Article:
Civilian maritime pros support the U.S. Navy at MSC
In this unique agency, civilians provide logistical support to the U.S. Navy. Travel and service ensure a rewarding experience for diverse engineers and techies
Military Sealift Command (MSC) is a U.S. Navy operation that uses approximately 110 noncombatant, civilian-crewed ships to replenish U.S. Navy ships, conduct specialized missions, strategically preposition combat cargo at sea around the world and move military cargo and supplies for deployed U.S. forces and coalition partners.
MSC has two distinct operations that are separate hiring entities: ashore and afloat.
“We give logistical support to the U.S. Navy, providing whatever they need, whether it’s ammunition, fuel, mail or food,” says Michael Latham, MSC recruitment coordinator. “We’re like the Navy’s Walmart. Whatever they need to keep them going, we’re going to get it to them, no matter where they are or what time zone they’re in.”
Other duties include towing, rescue, salvage and diving operations; medical and humanitarian support via hospital ships; maintenance and repair services to submarines; and cable laying and repair.
“Unmatched opportunities” for civilian service and travel
Latham hopes to expose as many people as possible to the benefits of working in the maritime industry. “There are many opportunities for individuals who don’t want to be in the military, but who like to travel and want to serve the country,” Latham says.
“Our employees can join MSC right out of college, and sail around the world experiencing many different cultures while building their engineering and IT skills. It’s an opportunity unmatched in the private sector.”
According to Latham, both the afloat and ashore sides of MSC have opportunities for engineers and IT professionals. The afloat side in particular has a need for mechanical engineers. “We’re looking for deck engineers, radio electronics technicians, machinists, and people with communications knowledge,” Latham says. “Although we target candidates who have degrees, a degree is not as important as the skill sets needed to operate and maintain the equipment on board our ships.”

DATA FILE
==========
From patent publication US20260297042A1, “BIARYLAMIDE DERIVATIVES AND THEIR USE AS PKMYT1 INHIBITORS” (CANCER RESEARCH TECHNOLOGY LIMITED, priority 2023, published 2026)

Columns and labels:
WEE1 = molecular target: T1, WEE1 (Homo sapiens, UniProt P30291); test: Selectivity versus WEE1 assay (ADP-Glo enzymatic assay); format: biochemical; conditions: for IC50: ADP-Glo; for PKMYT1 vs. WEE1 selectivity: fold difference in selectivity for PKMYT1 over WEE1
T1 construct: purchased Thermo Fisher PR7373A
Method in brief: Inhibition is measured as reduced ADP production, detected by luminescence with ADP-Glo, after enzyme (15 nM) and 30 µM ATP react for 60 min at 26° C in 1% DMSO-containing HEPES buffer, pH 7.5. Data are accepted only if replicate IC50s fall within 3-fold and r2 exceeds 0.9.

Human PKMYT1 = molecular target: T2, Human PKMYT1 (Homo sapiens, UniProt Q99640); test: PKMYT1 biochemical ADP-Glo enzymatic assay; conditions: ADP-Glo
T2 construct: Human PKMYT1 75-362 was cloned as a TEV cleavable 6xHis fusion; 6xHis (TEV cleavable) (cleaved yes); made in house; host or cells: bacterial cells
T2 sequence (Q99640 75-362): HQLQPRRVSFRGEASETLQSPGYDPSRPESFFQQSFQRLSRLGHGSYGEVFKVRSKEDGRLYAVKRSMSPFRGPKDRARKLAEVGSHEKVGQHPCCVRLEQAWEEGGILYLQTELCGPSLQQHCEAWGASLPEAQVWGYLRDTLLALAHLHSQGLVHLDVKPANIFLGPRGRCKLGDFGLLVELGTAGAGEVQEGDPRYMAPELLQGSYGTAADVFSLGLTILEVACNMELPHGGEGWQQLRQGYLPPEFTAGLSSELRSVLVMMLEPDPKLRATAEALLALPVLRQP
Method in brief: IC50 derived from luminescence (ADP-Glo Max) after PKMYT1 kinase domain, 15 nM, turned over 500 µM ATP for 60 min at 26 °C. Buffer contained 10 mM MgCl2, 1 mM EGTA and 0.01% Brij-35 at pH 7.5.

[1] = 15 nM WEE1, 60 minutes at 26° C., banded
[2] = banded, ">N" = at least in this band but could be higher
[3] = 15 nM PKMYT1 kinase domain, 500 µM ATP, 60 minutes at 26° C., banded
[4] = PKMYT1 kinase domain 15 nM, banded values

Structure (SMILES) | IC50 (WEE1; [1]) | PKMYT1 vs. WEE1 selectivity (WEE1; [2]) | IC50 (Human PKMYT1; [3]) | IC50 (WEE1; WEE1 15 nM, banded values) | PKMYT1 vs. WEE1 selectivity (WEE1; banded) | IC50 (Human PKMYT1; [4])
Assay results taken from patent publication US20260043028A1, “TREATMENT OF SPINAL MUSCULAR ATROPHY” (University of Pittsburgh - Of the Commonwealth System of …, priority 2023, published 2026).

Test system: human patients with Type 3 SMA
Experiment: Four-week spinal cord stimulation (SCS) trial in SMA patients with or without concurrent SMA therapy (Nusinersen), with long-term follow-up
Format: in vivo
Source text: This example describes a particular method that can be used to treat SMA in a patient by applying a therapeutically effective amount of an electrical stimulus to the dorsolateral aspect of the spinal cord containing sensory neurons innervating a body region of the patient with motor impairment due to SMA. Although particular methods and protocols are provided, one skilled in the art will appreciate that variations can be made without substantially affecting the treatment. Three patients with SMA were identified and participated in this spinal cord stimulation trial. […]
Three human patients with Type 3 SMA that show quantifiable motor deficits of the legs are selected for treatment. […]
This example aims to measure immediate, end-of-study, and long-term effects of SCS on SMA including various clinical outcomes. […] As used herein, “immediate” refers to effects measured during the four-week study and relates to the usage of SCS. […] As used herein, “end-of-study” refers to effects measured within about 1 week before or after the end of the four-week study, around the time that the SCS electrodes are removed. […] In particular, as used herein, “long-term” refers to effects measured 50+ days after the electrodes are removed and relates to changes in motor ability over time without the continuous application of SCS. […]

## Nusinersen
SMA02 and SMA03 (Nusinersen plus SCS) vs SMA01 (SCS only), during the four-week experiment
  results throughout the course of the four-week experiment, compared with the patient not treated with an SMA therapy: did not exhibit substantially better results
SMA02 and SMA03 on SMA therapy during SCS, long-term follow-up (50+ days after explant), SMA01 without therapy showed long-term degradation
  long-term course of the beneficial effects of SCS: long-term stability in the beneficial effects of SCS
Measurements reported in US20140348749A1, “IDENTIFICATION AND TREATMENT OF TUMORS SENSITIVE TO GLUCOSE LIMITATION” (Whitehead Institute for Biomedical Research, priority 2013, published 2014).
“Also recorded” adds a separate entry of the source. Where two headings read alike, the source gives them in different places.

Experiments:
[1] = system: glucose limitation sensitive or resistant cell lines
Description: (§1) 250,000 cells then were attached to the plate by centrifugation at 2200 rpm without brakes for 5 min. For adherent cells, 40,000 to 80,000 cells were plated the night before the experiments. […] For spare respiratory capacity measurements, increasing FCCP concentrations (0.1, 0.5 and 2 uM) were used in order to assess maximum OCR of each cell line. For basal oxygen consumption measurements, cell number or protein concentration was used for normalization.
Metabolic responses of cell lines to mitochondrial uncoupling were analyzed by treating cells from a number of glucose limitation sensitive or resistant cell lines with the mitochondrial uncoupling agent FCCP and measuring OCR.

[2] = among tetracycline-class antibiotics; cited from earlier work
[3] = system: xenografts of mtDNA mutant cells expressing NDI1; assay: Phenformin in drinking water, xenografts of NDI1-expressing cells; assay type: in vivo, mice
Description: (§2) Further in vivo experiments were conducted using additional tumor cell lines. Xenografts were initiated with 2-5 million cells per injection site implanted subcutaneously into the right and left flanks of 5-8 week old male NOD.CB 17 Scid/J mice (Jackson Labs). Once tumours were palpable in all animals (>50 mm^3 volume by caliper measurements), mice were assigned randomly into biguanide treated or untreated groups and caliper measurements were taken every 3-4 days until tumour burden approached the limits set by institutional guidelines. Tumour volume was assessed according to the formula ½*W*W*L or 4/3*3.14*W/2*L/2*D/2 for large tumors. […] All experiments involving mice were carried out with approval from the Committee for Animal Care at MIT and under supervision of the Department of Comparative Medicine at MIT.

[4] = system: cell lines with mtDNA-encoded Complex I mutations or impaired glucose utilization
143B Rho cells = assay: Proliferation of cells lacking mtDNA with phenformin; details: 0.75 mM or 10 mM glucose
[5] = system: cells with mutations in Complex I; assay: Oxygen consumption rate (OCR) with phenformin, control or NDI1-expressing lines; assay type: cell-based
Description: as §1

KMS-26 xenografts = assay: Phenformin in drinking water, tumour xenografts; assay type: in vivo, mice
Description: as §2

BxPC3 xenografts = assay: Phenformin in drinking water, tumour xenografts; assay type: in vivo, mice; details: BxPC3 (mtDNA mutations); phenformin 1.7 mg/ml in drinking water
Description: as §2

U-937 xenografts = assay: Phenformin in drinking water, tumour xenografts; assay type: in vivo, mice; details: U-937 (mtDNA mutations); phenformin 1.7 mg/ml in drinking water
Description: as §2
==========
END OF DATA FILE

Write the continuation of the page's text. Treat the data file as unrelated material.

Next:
As shown on the career opportunities section of www.sealiftcommand.com, positions are available for current mariners, separating military veterans, maritime school graduates, and entry-level and skilled laborers. Degreed or not, entry-level candidates have to work their way from the ground up to become licensed engineers.
Candidates need certain credentials even before they are eligible to apply for positions. “In addition to a passport, candidates need a transportation worker identification credential (TWIC),” Latham explains. A TWIC is a biometric credential that ensures only vetted workers gain unescorted access to secure areas of a Maritime Transportation Security Act-regulated port or vessel. Potential candidates also need a merchant mariner credential.
Latham anticipates that hiring levels will remain steady despite the current federal sequester. “Our mission is to keep the Navy afloat. We have to stay maintained, manned, trained and equipped.”
MSC has a robust recruiting schedule, attending career fairs across the United States, Latham says. “We particularly like to go to the coastal areas where we’re likely to find candidates who meet MSC requirements,” Latham explains. In addition to recruiting in locations in the continental U.S., MSC also goes to Hawaii, Guam and Puerto Rico. “We try to reach into various different demographic groups. We realize many people have not heard of MSC, so we try to give them a good idea of what we do so they can decide whether this is a job that will appeal to them.”
MSC has also participated in Women on the Water conferences. “These annual conferences are geared toward women who are interested in the maritime industry,” Latham says. “Topics include the benefits of sailing and the issues surrounding being on a ship for long periods of time.”
Overall, diversity is strong at MSC. Of the nearly 6,000 civilian mariners, about 1,600 are Pacific Islanders, 1,600 are African Americans, 260 are Hispanic, and 120 are Hawaiian. Oversight of diversity matters is handled through the command’s Equal Employment Opportunity office. “EEO is doing a barrier analysis to figure out if anything here excludes hiring in any demographic,” Latham notes. “Everyone is helping to pull data so that we can remove those barriers, if there are any, and make sure opportunities are available to everyone, internally and externally.”